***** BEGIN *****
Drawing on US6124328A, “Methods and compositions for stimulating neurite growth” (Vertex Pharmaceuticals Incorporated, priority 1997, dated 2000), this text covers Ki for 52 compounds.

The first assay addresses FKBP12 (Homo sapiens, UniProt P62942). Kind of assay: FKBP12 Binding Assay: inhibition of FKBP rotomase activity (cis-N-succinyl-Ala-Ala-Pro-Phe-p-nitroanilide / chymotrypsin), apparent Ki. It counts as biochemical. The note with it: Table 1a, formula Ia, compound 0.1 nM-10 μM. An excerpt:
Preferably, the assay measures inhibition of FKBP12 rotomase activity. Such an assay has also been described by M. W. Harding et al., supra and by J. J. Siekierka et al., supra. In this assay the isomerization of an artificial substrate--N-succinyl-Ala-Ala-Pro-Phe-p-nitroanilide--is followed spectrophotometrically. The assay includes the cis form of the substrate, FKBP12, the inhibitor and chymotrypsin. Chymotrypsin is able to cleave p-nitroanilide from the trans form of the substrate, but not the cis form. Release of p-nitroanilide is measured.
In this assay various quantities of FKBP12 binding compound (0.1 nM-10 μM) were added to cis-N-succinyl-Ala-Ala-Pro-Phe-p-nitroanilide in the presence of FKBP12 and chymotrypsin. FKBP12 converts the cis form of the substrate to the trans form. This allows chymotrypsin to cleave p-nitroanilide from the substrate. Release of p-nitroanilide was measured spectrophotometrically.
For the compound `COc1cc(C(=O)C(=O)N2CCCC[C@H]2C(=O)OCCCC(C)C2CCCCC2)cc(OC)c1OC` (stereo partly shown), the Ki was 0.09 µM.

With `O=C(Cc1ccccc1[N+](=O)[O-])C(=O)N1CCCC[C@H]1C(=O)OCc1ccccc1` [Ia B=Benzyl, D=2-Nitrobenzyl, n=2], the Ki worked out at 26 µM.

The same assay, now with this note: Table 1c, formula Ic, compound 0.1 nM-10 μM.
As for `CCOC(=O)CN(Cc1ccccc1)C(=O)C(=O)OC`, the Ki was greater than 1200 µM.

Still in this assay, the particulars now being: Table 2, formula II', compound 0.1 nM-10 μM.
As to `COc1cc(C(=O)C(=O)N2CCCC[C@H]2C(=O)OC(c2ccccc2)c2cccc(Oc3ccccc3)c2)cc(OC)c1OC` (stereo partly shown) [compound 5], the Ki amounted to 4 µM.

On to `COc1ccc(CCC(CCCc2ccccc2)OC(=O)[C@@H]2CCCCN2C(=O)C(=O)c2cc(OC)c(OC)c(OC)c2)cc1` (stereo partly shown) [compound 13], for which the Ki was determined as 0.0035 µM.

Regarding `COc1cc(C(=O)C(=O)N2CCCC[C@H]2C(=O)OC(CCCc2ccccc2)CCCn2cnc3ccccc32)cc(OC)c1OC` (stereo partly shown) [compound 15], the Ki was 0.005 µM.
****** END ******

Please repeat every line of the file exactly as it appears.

Drawing on US6124328A, “Methods and compositions for stimulating neurite growth” (Vertex Pharmaceuticals Incorporated, priority 1997, dated 2000), this text covers Ki for 52 compounds.

The first assay addresses FKBP12 (Homo sapiens, UniProt P62942). Kind of assay: FKBP12 Binding Assay: inhibition of FKBP rotomase activity (cis-N-succinyl-Ala-Ala-Pro-Phe-p-nitroanilide / chymotrypsin), apparent Ki. It counts as biochemical. The note with it: Table 1a, formula Ia, compound 0.1 nM-10 μM. An excerpt:
Preferably, the assay measures inhibition of FKBP12 rotomase activity. Such an assay has also been described by M. W. Harding et al., supra and by J. J. Siekierka et al., supra. In this assay the isomerization of an artificial substrate--N-succinyl-Ala-Ala-Pro-Phe-p-nitroanilide--is followed spectrophotometrically. The assay includes the cis form of the substrate, FKBP12, the inhibitor and chymotrypsin. Chymotrypsin is able to cleave p-nitroanilide from the trans form of the substrate, but not the cis form. Release of p-nitroanilide is measured.
In this assay various quantities of FKBP12 binding compound (0.1 nM-10 μM) were added to cis-N-succinyl-Ala-Ala-Pro-Phe-p-nitroanilide in the presence of FKBP12 and chymotrypsin. FKBP12 converts the cis form of the substrate to the trans form. This allows chymotrypsin to cleave p-nitroanilide from the substrate. Release of p-nitroanilide was measured spectrophotometrically.
For the compound `COc1cc(C(=O)C(=O)N2CCCC[C@H]2C(=O)OCCCC(C)C2CCCCC2)cc(OC)c1OC` (stereo partly shown), the Ki was 0.09 µM.

With `O=C(Cc1ccccc1[N+](=O)[O-])C(=O)N1CCCC[C@H]1C(=O)OCc1ccccc1` [Ia B=Benzyl, D=2-Nitrobenzyl, n=2], the Ki worked out at 26 µM.

The same assay, now with this note: Table 1c, formula Ic, compound 0.1 nM-10 μM.
As for `CCOC(=O)CN(Cc1ccccc1)C(=O)C(=O)OC`, the Ki was greater than 1200 µM.

Still in this assay, the particulars now being: Table 2, formula II', compound 0.1 nM-10 μM.
As to `COc1cc(C(=O)C(=O)N2CCCC[C@H]2C(=O)OC(c2ccccc2)c2cccc(Oc3ccccc3)c2)cc(OC)c1OC` (stereo partly shown) [compound 5], the Ki amounted to 4 µM.

On to `COc1ccc(CCC(CCCc2ccccc2)OC(=O)[C@@H]2CCCCN2C(=O)C(=O)c2cc(OC)c(OC)c(OC)c2)cc1` (stereo partly shown) [compound 13], for which the Ki was determined as 0.0035 µM.

Regarding `COc1cc(C(=O)C(=O)N2CCCC[C@H]2C(=O)OC(CCCc2ccccc2)CCCn2cnc3ccccc32)cc(OC)c1OC` (stereo partly shown) [compound 15], the Ki was 0.005 µM.